Sen. John McCain will be releasing his medical records soon, and this has occasioned lots of public debate about his fitness for the office of president. This is an important discussion, especially since we now know much more about the long-term mental and emotional effects of the brutality of war. After World War I, soldiers who came home mentally disturbed were called “shell shocked.” Studies have shown that many veterans of World War II continued to show signs of mental and emotional stress 40 years after the war ended. It took almost a decade after the end of the Vietnam war for the American Psychiatric Association to define the diagnosis of Post-Traumatic Stress Disorder. Today’s Iraq and Afghanistan veterans will need years of support and counseling in order to cope with the horrors they saw in combat.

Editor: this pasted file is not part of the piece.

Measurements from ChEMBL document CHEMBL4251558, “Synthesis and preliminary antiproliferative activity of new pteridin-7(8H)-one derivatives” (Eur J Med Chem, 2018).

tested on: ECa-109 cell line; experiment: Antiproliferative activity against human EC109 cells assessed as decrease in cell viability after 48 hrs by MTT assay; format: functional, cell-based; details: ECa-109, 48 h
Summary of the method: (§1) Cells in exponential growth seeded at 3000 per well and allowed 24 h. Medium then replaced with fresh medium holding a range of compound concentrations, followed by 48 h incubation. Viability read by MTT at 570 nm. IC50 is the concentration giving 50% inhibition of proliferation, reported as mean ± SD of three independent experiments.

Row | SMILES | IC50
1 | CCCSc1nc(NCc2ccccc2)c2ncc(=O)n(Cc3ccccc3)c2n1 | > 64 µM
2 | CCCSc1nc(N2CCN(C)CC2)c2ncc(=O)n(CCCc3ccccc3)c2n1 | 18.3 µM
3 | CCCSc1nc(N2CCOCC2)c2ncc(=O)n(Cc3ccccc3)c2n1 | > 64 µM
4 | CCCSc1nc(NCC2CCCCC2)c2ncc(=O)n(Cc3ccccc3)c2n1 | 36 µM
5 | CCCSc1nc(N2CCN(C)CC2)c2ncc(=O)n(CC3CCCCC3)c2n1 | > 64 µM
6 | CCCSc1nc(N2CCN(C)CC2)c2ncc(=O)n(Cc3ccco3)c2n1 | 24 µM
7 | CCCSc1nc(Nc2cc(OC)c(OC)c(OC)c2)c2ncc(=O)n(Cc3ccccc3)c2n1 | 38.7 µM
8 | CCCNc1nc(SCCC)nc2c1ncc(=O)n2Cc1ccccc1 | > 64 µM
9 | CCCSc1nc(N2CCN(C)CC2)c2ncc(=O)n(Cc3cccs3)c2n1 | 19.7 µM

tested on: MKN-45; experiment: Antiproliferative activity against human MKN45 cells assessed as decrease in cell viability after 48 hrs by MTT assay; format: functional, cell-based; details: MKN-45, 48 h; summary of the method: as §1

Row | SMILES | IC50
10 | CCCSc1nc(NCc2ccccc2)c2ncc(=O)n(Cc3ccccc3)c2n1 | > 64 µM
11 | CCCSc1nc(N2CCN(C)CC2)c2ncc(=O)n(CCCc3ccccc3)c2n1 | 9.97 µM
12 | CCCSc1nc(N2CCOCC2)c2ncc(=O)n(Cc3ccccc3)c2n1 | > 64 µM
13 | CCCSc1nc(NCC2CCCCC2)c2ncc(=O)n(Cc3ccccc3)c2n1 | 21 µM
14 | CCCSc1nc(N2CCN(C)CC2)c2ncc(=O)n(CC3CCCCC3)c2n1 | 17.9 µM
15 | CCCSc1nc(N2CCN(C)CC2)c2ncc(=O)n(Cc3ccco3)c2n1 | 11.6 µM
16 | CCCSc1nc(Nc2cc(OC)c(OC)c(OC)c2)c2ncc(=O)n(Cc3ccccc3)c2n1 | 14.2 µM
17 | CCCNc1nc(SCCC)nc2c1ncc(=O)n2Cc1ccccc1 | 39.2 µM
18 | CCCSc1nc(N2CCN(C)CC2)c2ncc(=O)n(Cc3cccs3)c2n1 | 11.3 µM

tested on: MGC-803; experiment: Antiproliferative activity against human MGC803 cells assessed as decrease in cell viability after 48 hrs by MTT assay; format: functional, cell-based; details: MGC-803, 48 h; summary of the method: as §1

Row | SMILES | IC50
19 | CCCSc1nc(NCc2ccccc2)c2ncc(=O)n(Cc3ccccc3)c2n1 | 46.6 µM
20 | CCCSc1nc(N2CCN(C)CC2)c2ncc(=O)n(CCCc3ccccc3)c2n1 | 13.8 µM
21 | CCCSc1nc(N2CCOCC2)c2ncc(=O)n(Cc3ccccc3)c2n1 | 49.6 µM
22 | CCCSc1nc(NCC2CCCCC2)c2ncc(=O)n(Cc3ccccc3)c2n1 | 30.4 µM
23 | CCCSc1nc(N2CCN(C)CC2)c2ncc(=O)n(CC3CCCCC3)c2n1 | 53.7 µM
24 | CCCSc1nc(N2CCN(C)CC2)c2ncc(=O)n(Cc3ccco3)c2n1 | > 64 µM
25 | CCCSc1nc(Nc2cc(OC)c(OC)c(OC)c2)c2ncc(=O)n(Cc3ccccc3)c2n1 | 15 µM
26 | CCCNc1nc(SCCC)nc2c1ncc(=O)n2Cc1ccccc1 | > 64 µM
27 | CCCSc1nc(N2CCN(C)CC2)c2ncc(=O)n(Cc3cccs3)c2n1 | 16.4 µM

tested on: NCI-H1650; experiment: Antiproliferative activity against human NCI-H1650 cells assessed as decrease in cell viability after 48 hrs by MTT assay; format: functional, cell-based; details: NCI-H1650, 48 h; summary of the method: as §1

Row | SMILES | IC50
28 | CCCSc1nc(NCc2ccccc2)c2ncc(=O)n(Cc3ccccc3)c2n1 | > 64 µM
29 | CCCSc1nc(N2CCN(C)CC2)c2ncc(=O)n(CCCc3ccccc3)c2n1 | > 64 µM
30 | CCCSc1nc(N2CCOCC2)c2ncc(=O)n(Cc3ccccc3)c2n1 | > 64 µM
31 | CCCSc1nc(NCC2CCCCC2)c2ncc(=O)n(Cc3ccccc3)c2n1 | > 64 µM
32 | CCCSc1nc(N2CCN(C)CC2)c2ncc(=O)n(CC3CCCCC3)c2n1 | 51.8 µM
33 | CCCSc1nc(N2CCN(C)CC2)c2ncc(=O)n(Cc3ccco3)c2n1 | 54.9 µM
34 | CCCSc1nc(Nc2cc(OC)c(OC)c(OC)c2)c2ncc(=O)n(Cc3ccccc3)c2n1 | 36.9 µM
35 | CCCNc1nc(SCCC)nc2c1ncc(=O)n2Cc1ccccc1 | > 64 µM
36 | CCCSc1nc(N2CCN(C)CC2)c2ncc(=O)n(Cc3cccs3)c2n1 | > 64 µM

This Memorial Day, if we have the courage to do it, we can begin building a public policy that finds ways to manage our competition with other countries and ideologies without brutalizing our young people in the process. With new leadership in Washington, and the the support of masses of American citizens, we can and must learn to honor those who protect our country by preventing conflict and who save our lives by not wasting them in wars without end. There may be times when violence is necessary, but we should do everything possible to avoid war. We can’t maintain a fearful, aggressive attitude without damaging our culture in the process.
This Memorial Day, when we pray for the veterans and soldiers currently on active duty, let us also pray for our leaders that they may have the wisdom to envision a future that doesn’t require the sacrificing of our children.